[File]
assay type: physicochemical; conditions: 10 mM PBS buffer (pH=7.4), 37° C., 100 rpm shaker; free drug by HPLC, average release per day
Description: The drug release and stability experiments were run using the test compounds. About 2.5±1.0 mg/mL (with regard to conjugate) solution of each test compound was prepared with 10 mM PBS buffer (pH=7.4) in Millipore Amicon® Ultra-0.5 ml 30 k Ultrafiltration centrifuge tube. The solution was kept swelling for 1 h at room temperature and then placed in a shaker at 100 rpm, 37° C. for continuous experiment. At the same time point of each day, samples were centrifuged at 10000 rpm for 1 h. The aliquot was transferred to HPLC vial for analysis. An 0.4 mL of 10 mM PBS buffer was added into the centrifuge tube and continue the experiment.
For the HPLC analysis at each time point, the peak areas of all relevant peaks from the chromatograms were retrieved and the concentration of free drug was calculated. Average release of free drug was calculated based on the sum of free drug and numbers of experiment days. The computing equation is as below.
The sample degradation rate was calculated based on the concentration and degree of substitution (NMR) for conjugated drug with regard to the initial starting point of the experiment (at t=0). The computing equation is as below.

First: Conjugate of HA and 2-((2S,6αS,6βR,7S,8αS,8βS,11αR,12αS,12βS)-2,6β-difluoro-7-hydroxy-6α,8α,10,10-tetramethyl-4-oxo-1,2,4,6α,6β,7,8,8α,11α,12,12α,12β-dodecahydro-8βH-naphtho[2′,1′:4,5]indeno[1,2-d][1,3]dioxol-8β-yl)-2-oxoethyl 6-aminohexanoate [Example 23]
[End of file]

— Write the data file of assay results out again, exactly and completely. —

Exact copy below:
assay type: physicochemical; conditions: 10 mM PBS buffer (pH=7.4), 37° C., 100 rpm shaker; free drug by HPLC, average release per day
Description: The drug release and stability experiments were run using the test compounds. About 2.5±1.0 mg/mL (with regard to conjugate) solution of each test compound was prepared with 10 mM PBS buffer (pH=7.4) in Millipore Amicon® Ultra-0.5 ml 30 k Ultrafiltration centrifuge tube. The solution was kept swelling for 1 h at room temperature and then placed in a shaker at 100 rpm, 37° C. for continuous experiment. At the same time point of each day, samples were centrifuged at 10000 rpm for 1 h. The aliquot was transferred to HPLC vial for analysis. An 0.4 mL of 10 mM PBS buffer was added into the centrifuge tube and continue the experiment.
For the HPLC analysis at each time point, the peak areas of all relevant peaks from the chromatograms were retrieved and the concentration of free drug was calculated. Average release of free drug was calculated based on the sum of free drug and numbers of experiment days. The computing equation is as below.
The sample degradation rate was calculated based on the concentration and degree of substitution (NMR) for conjugated drug with regard to the initial starting point of the experiment (at t=0). The computing equation is as below.

First: Conjugate of HA and 2-((2S,6αS,6βR,7S,8αS,8βS,11αR,12αS,12βS)-2,6β-difluoro-7-hydroxy-6α,8α,10,10-tetramethyl-4-oxo-1,2,4,6α,6β,7,8,8α,11α,12,12α,12β-dodecahydro-8βH-naphtho[2′,1′:4,5]indeno[1,2-d][1,3]dioxol-8β-yl)-2-oxoethyl 6-aminohexanoate [Example 23]